What’s missing from the Edelman/Technorati blogger study

Edelman and Technorati have published the final report on their blogging survey, titled “Public RelationSHIPS: Communications in the Age of Personal Media” (PDF). There are two introductory pieces written by Richard Edelman and Peter Hirshberg (Technorati’s Executive VP), and there’s an interesting comparison between the “old” and “new” PR school.

The page dedicated to the survey’s methodology has an incomplete list of limitations. Here’s what’s missing:

  • A warning that the survey is not a typical “scientific survey”; it has used self-selection and convenience sampling, not random sampling. The results cannot be generalized to a larger population; they are relevant only for the respondents to the survey.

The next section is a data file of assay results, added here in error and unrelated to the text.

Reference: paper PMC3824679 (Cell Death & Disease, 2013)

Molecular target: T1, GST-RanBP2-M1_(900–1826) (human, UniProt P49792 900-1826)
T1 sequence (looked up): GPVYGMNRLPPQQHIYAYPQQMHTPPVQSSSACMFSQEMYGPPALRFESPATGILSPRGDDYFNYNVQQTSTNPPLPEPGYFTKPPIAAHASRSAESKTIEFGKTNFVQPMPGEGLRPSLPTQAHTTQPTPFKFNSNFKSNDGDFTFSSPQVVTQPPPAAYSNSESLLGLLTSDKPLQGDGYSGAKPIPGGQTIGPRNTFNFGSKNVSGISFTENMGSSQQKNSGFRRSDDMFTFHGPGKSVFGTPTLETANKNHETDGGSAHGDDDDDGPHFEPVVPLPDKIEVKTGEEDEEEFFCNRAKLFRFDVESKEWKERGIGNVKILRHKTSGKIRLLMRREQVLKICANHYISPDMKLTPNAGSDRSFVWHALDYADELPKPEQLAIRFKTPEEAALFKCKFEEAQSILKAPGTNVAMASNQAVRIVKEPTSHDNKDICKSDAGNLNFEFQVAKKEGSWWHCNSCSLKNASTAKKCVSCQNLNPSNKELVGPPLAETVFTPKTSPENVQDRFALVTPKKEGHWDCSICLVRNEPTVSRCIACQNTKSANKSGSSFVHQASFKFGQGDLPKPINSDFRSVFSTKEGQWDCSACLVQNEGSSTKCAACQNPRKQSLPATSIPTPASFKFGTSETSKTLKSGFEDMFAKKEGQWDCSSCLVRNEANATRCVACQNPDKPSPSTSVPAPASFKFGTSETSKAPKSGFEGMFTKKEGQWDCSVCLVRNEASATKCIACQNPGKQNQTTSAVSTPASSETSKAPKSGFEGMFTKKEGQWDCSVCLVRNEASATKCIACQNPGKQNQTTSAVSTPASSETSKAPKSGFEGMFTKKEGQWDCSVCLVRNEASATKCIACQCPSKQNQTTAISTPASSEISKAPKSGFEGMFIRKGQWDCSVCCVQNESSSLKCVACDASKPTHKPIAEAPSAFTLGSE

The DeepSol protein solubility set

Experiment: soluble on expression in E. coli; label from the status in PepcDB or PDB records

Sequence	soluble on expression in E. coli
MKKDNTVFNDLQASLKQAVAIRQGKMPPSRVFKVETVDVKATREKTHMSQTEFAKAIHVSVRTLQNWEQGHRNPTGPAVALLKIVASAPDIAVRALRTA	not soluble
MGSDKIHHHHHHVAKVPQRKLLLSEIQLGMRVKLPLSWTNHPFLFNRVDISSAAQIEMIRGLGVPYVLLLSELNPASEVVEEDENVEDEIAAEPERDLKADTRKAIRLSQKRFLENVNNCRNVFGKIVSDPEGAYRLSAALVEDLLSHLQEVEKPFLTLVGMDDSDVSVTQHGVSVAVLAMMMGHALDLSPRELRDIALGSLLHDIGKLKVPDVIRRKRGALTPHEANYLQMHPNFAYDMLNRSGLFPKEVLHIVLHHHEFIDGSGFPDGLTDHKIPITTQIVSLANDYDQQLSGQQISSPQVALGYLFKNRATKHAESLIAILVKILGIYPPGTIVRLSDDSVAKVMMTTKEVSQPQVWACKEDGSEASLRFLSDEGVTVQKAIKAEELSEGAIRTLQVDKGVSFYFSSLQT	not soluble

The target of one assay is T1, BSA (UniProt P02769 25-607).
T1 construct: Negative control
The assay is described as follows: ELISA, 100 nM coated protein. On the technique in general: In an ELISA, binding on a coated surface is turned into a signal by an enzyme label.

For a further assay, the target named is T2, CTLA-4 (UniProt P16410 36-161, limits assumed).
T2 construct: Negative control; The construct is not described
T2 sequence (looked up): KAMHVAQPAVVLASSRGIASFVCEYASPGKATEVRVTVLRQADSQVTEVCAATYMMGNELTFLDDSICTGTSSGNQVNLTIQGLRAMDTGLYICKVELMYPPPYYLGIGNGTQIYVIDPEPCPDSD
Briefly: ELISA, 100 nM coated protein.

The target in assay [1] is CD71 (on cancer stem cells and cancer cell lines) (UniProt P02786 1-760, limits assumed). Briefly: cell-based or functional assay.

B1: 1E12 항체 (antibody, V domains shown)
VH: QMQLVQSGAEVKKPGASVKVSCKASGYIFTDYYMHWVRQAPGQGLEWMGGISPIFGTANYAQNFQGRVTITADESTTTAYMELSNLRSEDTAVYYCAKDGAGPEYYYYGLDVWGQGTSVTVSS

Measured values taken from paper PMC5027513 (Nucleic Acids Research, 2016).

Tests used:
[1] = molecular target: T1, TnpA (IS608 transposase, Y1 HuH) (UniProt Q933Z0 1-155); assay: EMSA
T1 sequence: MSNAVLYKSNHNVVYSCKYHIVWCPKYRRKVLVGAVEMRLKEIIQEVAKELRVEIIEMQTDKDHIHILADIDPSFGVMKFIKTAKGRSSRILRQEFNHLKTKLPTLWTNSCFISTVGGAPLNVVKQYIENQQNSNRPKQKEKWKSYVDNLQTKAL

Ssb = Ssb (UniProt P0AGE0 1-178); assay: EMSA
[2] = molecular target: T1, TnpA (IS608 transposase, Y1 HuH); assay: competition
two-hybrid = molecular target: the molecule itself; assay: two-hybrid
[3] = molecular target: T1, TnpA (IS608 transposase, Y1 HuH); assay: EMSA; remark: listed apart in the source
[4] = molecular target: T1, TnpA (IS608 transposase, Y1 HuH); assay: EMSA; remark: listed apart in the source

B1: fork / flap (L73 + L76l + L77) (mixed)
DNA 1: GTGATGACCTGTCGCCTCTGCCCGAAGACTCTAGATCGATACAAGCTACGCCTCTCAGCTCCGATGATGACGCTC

• There’s no such thing as “margin of error” for a survey using non probabilistic sampling. Saying that “the calculated margin of error for this survey is 3.4% based on the sample size” is nonsense.
  • The size of the sample: (at least) 31000 participants, and an unknown number of people who found the survey questionnaire via links posted on various blogs (sources: Richard Edelman’s presentation on October 6, 2005, and the survey results)
  • The response rate, which is very low: less than 3% (821 respondents).

Disappointing, especially since the problem of survey’s limitations has been discussed in the blogosphere. A timeline of these discussions is available here:

Edelman/Technorati blogger survey – aide-memoire


  • Kamy Huyse thinks that “some of the comments especially are interesting to read“. Indeed. But the study has no analysis of the responses to open-ended questions.
  • Buldog Reporter’s Daily ‘Dog has a neutral article about the survey; no word about survey’s limitations.

Note: The initial title of this posting was “Edelman & Technorati blogger study released — what’s missing from its methodology“. The entry has been edited.